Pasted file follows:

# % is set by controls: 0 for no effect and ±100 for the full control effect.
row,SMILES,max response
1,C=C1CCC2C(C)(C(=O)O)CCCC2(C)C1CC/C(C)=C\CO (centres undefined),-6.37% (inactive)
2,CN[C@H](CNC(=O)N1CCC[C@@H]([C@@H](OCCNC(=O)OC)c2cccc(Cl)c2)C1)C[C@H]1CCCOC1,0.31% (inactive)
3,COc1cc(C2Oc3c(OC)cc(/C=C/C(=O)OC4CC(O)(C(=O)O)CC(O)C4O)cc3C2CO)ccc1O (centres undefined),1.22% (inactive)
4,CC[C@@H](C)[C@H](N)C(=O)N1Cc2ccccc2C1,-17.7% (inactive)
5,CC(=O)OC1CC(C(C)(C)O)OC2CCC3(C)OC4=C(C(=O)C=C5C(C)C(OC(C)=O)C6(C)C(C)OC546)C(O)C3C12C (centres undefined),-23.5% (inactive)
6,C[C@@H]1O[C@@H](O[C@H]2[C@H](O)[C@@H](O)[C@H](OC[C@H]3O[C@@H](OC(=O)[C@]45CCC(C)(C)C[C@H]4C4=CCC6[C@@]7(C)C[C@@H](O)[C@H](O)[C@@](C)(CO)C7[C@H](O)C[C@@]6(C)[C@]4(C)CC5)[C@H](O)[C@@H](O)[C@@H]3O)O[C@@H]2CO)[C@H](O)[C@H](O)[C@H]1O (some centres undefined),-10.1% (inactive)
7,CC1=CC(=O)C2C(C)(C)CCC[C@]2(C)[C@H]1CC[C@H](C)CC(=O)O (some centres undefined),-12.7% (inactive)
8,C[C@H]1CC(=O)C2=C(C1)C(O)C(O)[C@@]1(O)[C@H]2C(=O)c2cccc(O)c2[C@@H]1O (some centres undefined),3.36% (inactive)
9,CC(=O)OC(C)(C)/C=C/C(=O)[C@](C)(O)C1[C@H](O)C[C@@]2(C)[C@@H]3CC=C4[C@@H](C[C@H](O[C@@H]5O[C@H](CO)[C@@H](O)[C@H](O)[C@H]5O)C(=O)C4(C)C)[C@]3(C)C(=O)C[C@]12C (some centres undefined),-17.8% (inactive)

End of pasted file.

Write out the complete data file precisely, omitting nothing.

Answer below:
# % is set by controls: 0 for no effect and ±100 for the full control effect.
row,SMILES,max response
1,C=C1CCC2C(C)(C(=O)O)CCCC2(C)C1CC/C(C)=C\CO (centres undefined),-6.37% (inactive)
2,CN[C@H](CNC(=O)N1CCC[C@@H]([C@@H](OCCNC(=O)OC)c2cccc(Cl)c2)C1)C[C@H]1CCCOC1,0.31% (inactive)
3,COc1cc(C2Oc3c(OC)cc(/C=C/C(=O)OC4CC(O)(C(=O)O)CC(O)C4O)cc3C2CO)ccc1O (centres undefined),1.22% (inactive)
4,CC[C@@H](C)[C@H](N)C(=O)N1Cc2ccccc2C1,-17.7% (inactive)
5,CC(=O)OC1CC(C(C)(C)O)OC2CCC3(C)OC4=C(C(=O)C=C5C(C)C(OC(C)=O)C6(C)C(C)OC546)C(O)C3C12C (centres undefined),-23.5% (inactive)
6,C[C@@H]1O[C@@H](O[C@H]2[C@H](O)[C@@H](O)[C@H](OC[C@H]3O[C@@H](OC(=O)[C@]45CCC(C)(C)C[C@H]4C4=CCC6[C@@]7(C)C[C@@H](O)[C@H](O)[C@@](C)(CO)C7[C@H](O)C[C@@]6(C)[C@]4(C)CC5)[C@H](O)[C@@H](O)[C@@H]3O)O[C@@H]2CO)[C@H](O)[C@H](O)[C@H]1O (some centres undefined),-10.1% (inactive)
7,CC1=CC(=O)C2C(C)(C)CCC[C@]2(C)[C@H]1CC[C@H](C)CC(=O)O (some centres undefined),-12.7% (inactive)
8,C[C@H]1CC(=O)C2=C(C1)C(O)C(O)[C@@]1(O)[C@H]2C(=O)c2cccc(O)c2[C@@H]1O (some centres undefined),3.36% (inactive)
9,CC(=O)OC(C)(C)/C=C/C(=O)[C@](C)(O)C1[C@H](O)C[C@@]2(C)[C@@H]3CC=C4[C@@H](C[C@H](O[C@@H]5O[C@H](CO)[C@@H](O)[C@H](O)[C@H]5O)C(=O)C4(C)C)[C@]3(C)C(=O)C[C@]12C (some centres undefined),-17.8% (inactive)